Eric Wade Mahlum
Born on Feb 24th, 1978 in Minnesota, Eric Wade Mahlum was a young, gifted cancer research scientist, setting the medical world alight with his ground-breaking pioneering work into breaking the blood-brain barrier without invasive surgery along with other research, when his life was cut tragically short as he was killed in a car crash on October 7th, 2015. At the time of his death Eric had only just experienced the joy of becoming an immensely proud first time Father to a son, Wade.
Not only was Eric’s untimely death at only 37 years old an unspeakable tragedy for his family and all those who loved him, but it is also an immense loss to the world, given his significant work in furthering our understanding of cancer suddenly came to a premature end with his death.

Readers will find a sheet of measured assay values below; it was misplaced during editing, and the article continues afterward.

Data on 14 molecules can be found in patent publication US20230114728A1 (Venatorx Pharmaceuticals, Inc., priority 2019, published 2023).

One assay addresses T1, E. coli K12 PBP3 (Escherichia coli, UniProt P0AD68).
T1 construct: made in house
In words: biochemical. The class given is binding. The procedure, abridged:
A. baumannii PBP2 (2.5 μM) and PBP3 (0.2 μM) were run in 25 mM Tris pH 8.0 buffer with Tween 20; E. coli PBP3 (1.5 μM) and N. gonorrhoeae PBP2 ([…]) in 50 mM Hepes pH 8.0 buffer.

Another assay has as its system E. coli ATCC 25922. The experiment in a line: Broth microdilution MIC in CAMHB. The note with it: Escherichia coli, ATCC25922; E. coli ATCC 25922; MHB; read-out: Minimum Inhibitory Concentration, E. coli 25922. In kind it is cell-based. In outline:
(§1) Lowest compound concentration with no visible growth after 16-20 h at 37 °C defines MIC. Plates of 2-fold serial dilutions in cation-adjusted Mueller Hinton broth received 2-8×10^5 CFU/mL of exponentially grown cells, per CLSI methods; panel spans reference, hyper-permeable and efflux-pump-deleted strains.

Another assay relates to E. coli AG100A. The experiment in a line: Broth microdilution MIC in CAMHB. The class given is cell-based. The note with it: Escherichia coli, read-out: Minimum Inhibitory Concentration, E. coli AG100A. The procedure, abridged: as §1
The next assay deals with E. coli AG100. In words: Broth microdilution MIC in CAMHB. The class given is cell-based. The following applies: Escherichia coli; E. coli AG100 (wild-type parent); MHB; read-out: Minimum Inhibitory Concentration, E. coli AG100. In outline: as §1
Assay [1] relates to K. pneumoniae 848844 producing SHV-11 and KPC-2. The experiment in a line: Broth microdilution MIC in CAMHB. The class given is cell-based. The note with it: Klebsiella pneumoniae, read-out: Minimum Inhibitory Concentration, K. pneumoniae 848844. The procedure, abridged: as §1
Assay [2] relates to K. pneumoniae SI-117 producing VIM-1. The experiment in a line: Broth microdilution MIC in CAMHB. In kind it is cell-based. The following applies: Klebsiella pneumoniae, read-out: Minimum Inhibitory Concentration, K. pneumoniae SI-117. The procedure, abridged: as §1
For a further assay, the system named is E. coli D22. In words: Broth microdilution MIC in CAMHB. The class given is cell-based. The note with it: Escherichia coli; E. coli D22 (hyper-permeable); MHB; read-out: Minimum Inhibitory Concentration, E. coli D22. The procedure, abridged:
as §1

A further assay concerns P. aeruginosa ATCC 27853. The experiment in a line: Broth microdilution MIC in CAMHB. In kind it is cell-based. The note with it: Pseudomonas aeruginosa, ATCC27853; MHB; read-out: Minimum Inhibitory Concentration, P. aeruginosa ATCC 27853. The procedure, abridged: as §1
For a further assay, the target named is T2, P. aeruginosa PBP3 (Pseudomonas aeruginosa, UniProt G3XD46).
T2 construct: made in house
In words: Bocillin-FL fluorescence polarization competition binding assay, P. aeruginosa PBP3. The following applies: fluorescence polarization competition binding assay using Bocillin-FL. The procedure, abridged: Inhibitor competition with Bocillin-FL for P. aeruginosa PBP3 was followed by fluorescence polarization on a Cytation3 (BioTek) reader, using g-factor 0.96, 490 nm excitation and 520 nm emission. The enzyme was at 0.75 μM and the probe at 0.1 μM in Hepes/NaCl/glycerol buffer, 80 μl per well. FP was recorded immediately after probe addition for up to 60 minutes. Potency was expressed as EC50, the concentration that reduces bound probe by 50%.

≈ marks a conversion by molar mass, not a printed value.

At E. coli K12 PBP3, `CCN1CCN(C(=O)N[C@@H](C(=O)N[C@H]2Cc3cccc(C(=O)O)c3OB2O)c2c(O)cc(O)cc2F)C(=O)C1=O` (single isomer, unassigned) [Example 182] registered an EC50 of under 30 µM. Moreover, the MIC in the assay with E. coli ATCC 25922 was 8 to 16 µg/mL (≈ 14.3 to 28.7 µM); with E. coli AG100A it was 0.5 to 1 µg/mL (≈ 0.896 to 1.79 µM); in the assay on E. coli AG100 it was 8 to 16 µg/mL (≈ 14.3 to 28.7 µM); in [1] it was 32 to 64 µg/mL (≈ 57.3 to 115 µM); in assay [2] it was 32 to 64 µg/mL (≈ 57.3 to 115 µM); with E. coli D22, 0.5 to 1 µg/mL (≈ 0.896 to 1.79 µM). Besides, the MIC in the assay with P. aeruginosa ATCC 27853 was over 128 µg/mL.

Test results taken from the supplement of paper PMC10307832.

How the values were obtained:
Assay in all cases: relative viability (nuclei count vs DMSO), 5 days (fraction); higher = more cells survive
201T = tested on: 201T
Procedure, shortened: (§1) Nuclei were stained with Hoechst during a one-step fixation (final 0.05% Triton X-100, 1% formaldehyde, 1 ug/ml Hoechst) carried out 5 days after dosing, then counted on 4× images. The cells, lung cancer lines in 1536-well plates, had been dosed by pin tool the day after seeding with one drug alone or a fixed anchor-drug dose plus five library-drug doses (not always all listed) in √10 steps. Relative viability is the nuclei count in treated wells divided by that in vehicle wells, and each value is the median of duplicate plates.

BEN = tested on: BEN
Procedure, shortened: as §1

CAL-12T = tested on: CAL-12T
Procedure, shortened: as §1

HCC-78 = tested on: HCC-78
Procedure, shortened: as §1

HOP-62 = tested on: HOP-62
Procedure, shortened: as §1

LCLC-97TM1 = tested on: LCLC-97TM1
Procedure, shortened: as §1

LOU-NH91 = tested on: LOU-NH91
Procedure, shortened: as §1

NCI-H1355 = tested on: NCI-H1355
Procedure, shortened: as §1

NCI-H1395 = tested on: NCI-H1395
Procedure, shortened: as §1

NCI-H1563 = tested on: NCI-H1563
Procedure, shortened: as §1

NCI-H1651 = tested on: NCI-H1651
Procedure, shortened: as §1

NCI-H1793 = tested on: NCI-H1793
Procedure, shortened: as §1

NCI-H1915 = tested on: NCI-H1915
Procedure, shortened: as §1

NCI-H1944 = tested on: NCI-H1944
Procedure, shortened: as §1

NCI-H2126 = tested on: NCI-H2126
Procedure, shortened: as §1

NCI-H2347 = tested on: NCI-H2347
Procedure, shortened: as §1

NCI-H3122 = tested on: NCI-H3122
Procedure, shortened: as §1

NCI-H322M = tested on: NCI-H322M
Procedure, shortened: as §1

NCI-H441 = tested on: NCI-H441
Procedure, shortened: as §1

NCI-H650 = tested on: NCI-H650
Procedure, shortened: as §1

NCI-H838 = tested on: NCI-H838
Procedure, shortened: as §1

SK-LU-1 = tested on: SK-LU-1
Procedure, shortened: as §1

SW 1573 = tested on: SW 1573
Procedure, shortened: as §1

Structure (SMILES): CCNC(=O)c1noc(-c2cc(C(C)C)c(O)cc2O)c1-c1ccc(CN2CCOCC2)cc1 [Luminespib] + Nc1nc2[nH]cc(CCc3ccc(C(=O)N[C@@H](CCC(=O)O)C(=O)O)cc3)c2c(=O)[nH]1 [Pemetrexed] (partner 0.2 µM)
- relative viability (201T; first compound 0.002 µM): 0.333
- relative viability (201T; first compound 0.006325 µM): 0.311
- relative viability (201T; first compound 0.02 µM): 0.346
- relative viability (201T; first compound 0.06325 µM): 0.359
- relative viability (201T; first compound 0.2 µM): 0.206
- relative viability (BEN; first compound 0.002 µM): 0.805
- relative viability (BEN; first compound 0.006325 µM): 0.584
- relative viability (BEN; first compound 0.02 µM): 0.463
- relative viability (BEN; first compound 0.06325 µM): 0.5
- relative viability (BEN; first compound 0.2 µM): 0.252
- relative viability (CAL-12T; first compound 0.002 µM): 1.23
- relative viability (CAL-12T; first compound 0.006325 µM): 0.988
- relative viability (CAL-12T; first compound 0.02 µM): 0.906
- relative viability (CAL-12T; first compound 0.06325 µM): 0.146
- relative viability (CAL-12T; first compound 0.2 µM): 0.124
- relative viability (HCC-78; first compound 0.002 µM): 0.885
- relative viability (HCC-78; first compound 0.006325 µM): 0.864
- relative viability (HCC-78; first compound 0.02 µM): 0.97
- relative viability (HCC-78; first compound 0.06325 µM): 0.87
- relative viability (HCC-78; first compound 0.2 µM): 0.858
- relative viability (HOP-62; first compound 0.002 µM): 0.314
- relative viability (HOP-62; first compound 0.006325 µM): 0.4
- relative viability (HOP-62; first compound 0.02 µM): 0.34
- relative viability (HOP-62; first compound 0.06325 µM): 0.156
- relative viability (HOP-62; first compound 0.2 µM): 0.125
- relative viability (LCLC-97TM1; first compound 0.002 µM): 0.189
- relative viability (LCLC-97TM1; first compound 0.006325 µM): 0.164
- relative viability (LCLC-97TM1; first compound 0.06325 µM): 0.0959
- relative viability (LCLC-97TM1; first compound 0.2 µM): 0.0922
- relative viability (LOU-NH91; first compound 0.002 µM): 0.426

Had he lived, Eric would have been destined to make an ever greater and far-reaching contribution to world medical science and also by bringing the benefit of cutting edge genetics technology to the community in which he lived in Minnesota, through the establishment of his own trail-blazing DNA analysis business, called YourLab US, which he had only just set up and was immensely proud of.
Eric leaves behind a devastated family and friends and this appeal strives to fulfill his wish to see cancer research laboratories receiving funding for their research work, so it can be continued in his memory and name and will provide his lasting legacy to the world he left behind, which has been denied the benefit of his significant research work.
At the time he died Eric was full of excitement for the future and had a true zest for life and all it offered, and his enthusiasm and optimism will live on forever in the hearts of those he loved and inspired and generations of scientists who will take up the mantle and now follow him.
Eric in his own words...
‘’Dad, I’m not afraid to die, but I’m more afraid of not living!’’.
There is something from Eric’s story we can all perhaps acknowledge, which is, that ..Life is beautiful and precious, so carpe diem! …(sieze the moment) and make the most of every day of which we are granted.